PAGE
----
So, now that I’ve got my brain (and heart) pointed in this direction, I’m considering some thoughtful applications.  I’m going to try to think more and more in terms of everyone in my life being my partner.  I’m hoping it will make me more conscious and more responsible about how I behave and I’m hoping it will help me know my partners better and be open to the best possible partners finding me.

And here’s the thought for direct sellers/network marketers:  don’t think of your recruiting as a search for customers or ‘downline’…because these are commodities and not partners, they are actually ‘sales’ or ‘sales people’.  Think of yourself as someone who is searching for partners, not just sales or salespeople.  Seek people with whom you can find consensus of shared purpose and who have complementary skills and take the time to understand each other well enough to work as an effective team.  Realize that leadership is one of the skills; it’s not what puts you at the top of the pile.  Leaders need followers and followers need leaders – otherwise neither gets to be in the role they are best suited for.  Don’t take just anyone as a partner on your team, and don’t partner up with everyone who asks you to join.  Take time to find a good match for yourself….and for the other person….and to negotiate your roles, your shared purpose, your systems for working together.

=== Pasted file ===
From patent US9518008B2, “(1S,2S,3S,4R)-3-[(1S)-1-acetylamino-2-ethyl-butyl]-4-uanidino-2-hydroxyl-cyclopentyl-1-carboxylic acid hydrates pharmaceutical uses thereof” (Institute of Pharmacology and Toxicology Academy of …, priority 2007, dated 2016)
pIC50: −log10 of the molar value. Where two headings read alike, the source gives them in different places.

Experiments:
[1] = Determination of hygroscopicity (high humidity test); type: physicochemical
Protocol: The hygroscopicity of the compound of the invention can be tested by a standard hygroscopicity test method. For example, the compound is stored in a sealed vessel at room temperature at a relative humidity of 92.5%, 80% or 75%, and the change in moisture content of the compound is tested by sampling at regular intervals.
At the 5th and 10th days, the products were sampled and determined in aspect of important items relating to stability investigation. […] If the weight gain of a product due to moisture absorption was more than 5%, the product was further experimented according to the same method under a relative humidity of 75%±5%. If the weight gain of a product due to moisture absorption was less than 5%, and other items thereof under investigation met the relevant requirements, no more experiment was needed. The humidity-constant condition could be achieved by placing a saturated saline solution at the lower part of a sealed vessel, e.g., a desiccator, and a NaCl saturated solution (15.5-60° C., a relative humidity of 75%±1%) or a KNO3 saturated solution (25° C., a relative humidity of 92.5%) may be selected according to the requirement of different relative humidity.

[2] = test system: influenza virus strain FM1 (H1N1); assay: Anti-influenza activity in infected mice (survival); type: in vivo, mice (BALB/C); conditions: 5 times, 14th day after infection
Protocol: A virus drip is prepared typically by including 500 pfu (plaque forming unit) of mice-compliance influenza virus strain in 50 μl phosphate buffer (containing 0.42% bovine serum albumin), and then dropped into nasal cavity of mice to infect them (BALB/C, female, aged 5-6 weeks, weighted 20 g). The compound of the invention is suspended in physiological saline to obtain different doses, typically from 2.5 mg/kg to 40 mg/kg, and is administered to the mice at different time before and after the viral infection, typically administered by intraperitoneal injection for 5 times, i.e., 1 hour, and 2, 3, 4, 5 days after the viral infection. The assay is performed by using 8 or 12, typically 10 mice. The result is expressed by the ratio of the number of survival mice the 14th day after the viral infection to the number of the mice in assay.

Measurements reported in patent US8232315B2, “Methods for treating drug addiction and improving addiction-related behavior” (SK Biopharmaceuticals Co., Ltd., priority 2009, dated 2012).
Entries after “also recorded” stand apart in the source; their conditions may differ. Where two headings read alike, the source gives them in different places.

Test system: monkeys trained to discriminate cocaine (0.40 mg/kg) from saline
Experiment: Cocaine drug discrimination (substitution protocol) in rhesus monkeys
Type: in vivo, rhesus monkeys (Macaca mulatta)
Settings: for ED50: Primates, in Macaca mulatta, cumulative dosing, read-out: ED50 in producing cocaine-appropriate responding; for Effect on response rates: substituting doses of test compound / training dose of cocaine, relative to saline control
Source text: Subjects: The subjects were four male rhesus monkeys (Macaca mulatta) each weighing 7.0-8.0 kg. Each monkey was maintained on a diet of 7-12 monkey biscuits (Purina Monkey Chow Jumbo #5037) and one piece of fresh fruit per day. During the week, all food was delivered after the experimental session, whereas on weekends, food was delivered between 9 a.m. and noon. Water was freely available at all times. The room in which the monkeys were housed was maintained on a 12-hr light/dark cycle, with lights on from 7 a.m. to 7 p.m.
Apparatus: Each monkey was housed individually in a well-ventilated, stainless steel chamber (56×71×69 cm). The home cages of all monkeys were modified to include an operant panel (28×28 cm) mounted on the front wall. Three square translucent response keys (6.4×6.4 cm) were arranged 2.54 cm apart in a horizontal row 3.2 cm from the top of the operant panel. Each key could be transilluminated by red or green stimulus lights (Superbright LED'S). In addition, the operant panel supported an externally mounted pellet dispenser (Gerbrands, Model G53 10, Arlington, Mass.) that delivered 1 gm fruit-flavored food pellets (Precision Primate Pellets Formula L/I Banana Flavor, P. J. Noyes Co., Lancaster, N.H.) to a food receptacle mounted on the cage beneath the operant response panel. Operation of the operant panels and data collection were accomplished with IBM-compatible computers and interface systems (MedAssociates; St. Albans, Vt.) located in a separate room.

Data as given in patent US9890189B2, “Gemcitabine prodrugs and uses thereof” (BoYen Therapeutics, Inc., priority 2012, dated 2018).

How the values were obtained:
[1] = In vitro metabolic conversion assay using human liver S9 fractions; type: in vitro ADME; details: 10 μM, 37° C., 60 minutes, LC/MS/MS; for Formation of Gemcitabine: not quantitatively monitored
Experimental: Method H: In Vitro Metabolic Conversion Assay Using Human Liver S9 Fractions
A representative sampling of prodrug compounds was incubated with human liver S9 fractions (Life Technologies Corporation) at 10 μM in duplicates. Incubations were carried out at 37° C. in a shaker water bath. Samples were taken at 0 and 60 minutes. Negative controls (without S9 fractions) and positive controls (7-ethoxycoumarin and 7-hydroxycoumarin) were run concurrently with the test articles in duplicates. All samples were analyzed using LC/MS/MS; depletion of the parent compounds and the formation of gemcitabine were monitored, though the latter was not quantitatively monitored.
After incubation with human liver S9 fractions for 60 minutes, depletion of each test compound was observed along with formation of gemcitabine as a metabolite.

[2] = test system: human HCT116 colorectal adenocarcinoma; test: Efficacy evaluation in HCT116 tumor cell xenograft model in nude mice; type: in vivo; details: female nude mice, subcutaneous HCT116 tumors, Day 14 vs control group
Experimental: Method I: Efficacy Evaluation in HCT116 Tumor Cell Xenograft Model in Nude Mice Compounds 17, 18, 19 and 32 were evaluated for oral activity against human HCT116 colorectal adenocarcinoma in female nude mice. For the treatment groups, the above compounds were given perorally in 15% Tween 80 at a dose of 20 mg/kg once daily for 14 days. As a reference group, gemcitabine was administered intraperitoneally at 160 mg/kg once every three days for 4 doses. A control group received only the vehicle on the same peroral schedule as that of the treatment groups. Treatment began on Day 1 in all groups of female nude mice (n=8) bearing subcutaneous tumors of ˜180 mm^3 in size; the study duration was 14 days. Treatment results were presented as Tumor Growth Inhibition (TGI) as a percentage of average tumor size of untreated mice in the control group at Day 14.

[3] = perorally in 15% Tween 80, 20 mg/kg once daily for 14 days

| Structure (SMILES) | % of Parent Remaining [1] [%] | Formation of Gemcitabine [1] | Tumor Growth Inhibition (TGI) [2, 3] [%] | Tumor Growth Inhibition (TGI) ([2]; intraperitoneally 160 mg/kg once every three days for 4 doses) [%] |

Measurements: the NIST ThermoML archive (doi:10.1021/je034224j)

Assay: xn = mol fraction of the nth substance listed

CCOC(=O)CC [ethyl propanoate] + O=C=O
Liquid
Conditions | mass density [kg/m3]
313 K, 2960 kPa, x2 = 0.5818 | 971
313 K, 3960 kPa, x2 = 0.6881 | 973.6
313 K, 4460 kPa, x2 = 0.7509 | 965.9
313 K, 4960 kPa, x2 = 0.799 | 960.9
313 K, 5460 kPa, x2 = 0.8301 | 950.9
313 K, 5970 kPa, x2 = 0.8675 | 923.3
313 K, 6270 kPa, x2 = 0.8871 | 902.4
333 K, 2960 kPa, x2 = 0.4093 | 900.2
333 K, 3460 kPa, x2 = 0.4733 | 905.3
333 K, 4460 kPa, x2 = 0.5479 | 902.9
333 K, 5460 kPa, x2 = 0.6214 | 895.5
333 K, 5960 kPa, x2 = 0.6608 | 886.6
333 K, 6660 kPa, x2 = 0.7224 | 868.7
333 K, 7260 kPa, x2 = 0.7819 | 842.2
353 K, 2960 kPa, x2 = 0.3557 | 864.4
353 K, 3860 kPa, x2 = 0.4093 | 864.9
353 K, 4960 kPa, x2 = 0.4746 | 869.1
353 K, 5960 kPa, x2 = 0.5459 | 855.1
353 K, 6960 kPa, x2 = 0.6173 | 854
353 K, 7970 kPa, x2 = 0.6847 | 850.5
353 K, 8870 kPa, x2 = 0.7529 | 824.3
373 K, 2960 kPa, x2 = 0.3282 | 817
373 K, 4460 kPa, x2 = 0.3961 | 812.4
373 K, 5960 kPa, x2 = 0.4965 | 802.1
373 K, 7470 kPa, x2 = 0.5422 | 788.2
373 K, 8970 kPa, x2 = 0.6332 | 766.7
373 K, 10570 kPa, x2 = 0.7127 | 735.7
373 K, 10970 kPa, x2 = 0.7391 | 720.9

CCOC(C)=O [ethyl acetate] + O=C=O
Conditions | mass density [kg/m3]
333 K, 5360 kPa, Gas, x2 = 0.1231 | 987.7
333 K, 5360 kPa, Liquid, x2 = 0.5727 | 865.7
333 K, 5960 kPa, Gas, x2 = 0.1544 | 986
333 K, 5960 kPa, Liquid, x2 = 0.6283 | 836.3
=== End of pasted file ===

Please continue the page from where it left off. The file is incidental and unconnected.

Every person who gets any of your attention in life is a partner in some part of your life journey.  What would the world be like if we all acted as though that partnership was really, really important to our shared success?  The truth is, that’s exactly the way it works – always.

I’d love to hear your thoughts and feelings about this topic!